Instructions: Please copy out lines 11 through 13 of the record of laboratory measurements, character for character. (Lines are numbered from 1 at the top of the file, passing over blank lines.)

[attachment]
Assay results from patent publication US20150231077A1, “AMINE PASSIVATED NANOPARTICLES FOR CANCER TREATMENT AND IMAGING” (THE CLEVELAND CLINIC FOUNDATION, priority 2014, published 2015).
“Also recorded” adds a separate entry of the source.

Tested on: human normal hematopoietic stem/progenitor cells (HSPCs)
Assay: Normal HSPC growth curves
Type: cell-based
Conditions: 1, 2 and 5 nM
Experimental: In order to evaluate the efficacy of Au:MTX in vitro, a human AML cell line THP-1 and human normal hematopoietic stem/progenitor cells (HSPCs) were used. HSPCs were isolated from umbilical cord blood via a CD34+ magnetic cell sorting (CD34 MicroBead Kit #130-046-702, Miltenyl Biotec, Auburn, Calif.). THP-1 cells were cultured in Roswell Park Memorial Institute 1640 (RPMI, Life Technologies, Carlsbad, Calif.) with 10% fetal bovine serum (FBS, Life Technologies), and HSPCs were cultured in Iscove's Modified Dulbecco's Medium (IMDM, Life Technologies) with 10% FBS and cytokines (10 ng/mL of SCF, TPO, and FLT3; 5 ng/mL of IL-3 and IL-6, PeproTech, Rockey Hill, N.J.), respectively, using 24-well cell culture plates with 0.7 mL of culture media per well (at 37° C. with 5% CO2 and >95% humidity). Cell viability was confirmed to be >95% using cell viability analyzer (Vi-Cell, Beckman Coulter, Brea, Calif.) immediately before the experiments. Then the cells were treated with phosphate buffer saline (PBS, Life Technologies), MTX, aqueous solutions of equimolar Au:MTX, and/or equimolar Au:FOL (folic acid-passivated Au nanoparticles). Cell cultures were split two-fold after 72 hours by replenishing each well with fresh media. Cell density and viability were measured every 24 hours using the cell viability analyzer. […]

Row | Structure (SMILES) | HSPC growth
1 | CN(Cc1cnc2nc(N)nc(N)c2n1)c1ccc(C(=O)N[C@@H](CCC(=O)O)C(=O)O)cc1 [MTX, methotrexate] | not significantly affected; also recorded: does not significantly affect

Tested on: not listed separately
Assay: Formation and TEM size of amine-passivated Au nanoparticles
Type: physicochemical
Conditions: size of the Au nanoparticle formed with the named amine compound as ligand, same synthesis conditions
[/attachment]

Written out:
Assay: Formation and TEM size of amine-passivated Au nanoparticles
Type: physicochemical
Conditions: size of the Au nanoparticle formed with the named amine compound as ligand, same synthesis conditions